When is a cookbook not a cookbook? When its "In Bocca"
The majority of the cookbooks in my collection have seen better days. The jackets are creased and bent out of shape, sticky notes jut out at odd angles, and particular pages are stained and splattered from regular stove-side reference. Long ago in days of yore when one could browse in bookshops with free conscience, as a rule, I wouldn´t like to take a cookbook home unless I knew I was going to actually use it—they’re big and often a little pricey as a genre, so I do some snooping through the chapters first to know I’m going to get some bang (and more than a few meals) for my buck. Nowadays I’m not immune to the charms of a book that has other stuff going for it aside from the recipes: travelogue, beautiful photography,( a rare supposition ), or even bonkers impossible-to-replicate techniques( As if a Ferran Adria recipe for a black sesame sponge cake involving a conical iSi Whip siphon and dyson airblade was ever going to be of any help to us domestic goddesses ). These tomes can be just as persuasive as a dish I know I’ll make again and again. A portion of my shelf remains relatively smudge-free by being reserved for the type of cookbook I don’t use to cook at all, but rather just to look at—those better suited for the coffee table rather than the heat of the kitchen. Heston Blumenthal´s Fat Duck cookbook is a marvel of wonders, innovative graphic design and a whole array of almost unheard of techniques and ingredients. There is one book on those shelves that emanates a distinctive aura, and gave me the shock of my life recently.
This is in the category of one of those non-cookbook, food-related, musey, often first-person books that spend time on my bedside table instead of the kitchen, but that occasionally have a good recipe or two sprinkled in.
I thought when I bought this book in Tuscany in the summer of 1979 that I would not be using it as a source of recipes, funnily enough I have.This wonderful cookbook is from Il Vespro's "In Bocca" series from the 1970s, printed on heavy brown paper, and richly illustrated in colour. Each volume from this charming series covered the cuisine of a different region of Italy, and each volume was bound in the series' characteristic corrugated cardboard with cover illustration by Rodo. Preface by Tino Buazzelli. Text in Italian, with English translations for the recipes. First published in 1977.T he corners are gently bumped, as would be expected from any volume in the series given the nature of its soft binding, but in fine condition.The price printed inside the back of the book is 8,000 lires which in 1979 was equivalent to 4.12 euros .A volume such has mine has recently been selling in auction rooms for between 350 and 500 euros .Anyone lucky enough to own the complete set, it is valued at around €10,0000 euros.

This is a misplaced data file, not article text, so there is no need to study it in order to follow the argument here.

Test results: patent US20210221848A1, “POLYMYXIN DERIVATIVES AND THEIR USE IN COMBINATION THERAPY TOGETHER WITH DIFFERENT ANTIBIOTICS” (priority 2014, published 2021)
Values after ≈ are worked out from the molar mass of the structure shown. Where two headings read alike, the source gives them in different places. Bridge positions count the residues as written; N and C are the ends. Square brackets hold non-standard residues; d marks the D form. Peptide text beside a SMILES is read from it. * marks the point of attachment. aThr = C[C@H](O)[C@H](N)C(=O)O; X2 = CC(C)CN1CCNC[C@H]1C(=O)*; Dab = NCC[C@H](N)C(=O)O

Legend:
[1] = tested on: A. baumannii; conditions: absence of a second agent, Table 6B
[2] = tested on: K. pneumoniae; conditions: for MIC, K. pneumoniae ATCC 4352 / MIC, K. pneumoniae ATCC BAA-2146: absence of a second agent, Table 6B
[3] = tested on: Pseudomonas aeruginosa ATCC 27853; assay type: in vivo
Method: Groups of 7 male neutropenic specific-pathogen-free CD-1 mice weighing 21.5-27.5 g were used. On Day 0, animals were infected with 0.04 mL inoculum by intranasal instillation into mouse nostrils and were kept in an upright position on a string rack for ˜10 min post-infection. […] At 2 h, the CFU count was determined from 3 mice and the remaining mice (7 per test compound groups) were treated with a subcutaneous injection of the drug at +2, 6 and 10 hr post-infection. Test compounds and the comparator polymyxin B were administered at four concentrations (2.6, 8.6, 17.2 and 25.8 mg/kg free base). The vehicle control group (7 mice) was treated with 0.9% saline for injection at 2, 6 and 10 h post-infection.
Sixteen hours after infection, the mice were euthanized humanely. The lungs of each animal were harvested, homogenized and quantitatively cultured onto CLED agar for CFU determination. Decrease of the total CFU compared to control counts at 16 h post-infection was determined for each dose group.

Described by the publisher, "The Italy "In Bocca" cookbook series was published after 1976 by Il Vespro. It is a rare, cardboard bound series of 20 regional Italian cookbooks that are unlike any other, with ancient regional dishes, local artwork and woodcarvings, and even poetry and sonnets. These cookbooks are truly unique and beautiful, and represent Italy and all it's complex beauty perfectly. These books were made using this type of paper, for two good reasons. To be coherently and fully in the spirit of the popular and culinary argument and to carry out and make our readers perform an ecological act: saving the trees (Amici del Pioppio: for every 1000 kg of normal paper, a poplar must be cut down; this rustic paper does not needs the cellulose of wood)".
As a footnote: These are some of my favourite cookbooks for reasons other than recipes. This isn’t to say that you can’t cook from any of the books on this list, just that something else was what caught our eye and held it: the visuals, vibe, annotations, illustrations, the next-level techniques they describe, and in some cases, the book’s total disregard for the person at home thinking about making dinner. Practicality? Not today. And with aesthetics like these, we don’t miss it at all.
Toast: The Story of a Boy's Hunger Nigel slater
Off The Shelf: Cooking From the Pantry Donna Hay
Honey from a weed Patience Gray
Eating for England Nigel slater
The debt to pleasure John lanchester
A pedant in the Kitchen Julian Barnes
Eating up Italy / Sweet Honey bitter lemons Matthew Fort
Post a Comment